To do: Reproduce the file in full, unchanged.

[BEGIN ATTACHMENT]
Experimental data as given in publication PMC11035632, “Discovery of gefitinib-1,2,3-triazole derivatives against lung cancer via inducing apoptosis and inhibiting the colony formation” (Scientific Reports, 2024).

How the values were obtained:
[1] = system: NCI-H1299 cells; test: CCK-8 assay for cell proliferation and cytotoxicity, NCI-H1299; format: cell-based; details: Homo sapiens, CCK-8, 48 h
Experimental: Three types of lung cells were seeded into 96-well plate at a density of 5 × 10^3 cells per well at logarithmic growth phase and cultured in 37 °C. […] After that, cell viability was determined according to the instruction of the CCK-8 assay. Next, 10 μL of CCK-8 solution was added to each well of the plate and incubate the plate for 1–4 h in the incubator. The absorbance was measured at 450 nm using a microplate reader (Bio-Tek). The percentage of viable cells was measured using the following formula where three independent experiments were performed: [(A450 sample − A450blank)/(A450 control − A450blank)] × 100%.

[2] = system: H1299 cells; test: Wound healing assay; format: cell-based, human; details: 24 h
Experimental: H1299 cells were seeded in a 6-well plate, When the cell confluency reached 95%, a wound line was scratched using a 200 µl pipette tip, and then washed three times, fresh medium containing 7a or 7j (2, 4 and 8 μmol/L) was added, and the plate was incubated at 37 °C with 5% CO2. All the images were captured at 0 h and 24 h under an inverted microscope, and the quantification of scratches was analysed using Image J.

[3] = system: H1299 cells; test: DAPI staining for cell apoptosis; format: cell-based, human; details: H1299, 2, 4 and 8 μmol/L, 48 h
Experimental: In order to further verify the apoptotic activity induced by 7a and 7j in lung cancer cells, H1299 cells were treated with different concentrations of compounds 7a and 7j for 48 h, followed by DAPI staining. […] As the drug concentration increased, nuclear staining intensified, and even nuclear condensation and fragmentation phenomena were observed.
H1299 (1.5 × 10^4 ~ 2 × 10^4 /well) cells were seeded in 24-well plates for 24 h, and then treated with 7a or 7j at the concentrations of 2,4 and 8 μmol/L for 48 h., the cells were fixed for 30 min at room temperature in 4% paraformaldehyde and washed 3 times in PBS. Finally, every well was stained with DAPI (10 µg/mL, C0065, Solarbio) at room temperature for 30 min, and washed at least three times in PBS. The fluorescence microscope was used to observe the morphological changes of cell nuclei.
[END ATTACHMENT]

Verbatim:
Experimental data as given in publication PMC11035632, “Discovery of gefitinib-1,2,3-triazole derivatives against lung cancer via inducing apoptosis and inhibiting the colony formation” (Scientific Reports, 2024).

How the values were obtained:
[1] = system: NCI-H1299 cells; test: CCK-8 assay for cell proliferation and cytotoxicity, NCI-H1299; format: cell-based; details: Homo sapiens, CCK-8, 48 h
Experimental: Three types of lung cells were seeded into 96-well plate at a density of 5 × 10^3 cells per well at logarithmic growth phase and cultured in 37 °C. […] After that, cell viability was determined according to the instruction of the CCK-8 assay. Next, 10 μL of CCK-8 solution was added to each well of the plate and incubate the plate for 1–4 h in the incubator. The absorbance was measured at 450 nm using a microplate reader (Bio-Tek). The percentage of viable cells was measured using the following formula where three independent experiments were performed: [(A450 sample − A450blank)/(A450 control − A450blank)] × 100%.

[2] = system: H1299 cells; test: Wound healing assay; format: cell-based, human; details: 24 h
Experimental: H1299 cells were seeded in a 6-well plate, When the cell confluency reached 95%, a wound line was scratched using a 200 µl pipette tip, and then washed three times, fresh medium containing 7a or 7j (2, 4 and 8 μmol/L) was added, and the plate was incubated at 37 °C with 5% CO2. All the images were captured at 0 h and 24 h under an inverted microscope, and the quantification of scratches was analysed using Image J.

[3] = system: H1299 cells; test: DAPI staining for cell apoptosis; format: cell-based, human; details: H1299, 2, 4 and 8 μmol/L, 48 h
Experimental: In order to further verify the apoptotic activity induced by 7a and 7j in lung cancer cells, H1299 cells were treated with different concentrations of compounds 7a and 7j for 48 h, followed by DAPI staining. […] As the drug concentration increased, nuclear staining intensified, and even nuclear condensation and fragmentation phenomena were observed.
H1299 (1.5 × 10^4 ~ 2 × 10^4 /well) cells were seeded in 24-well plates for 24 h, and then treated with 7a or 7j at the concentrations of 2,4 and 8 μmol/L for 48 h., the cells were fixed for 30 min at room temperature in 4% paraformaldehyde and washed 3 times in PBS. Finally, every well was stained with DAPI (10 µg/mL, C0065, Solarbio) at room temperature for 30 min, and washed at least three times in PBS. The fluorescence microscope was used to observe the morphological changes of cell nuclei.